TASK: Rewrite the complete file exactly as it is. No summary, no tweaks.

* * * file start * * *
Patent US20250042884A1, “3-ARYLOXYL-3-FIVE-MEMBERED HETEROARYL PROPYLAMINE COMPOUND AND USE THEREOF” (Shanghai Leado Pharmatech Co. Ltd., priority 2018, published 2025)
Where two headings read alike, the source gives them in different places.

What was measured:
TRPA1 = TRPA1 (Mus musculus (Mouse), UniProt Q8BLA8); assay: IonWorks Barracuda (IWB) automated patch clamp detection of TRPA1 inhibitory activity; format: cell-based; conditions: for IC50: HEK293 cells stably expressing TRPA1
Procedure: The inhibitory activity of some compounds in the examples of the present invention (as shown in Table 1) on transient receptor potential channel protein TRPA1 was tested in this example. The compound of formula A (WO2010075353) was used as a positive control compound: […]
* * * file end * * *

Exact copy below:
Patent US20250042884A1, “3-ARYLOXYL-3-FIVE-MEMBERED HETEROARYL PROPYLAMINE COMPOUND AND USE THEREOF” (Shanghai Leado Pharmatech Co. Ltd., priority 2018, published 2025)
Where two headings read alike, the source gives them in different places.

What was measured:
TRPA1 = TRPA1 (Mus musculus (Mouse), UniProt Q8BLA8); assay: IonWorks Barracuda (IWB) automated patch clamp detection of TRPA1 inhibitory activity; format: cell-based; conditions: for IC50: HEK293 cells stably expressing TRPA1
Procedure: The inhibitory activity of some compounds in the examples of the present invention (as shown in Table 1) on transient receptor potential channel protein TRPA1 was tested in this example. The compound of formula A (WO2010075353) was used as a positive control compound: […]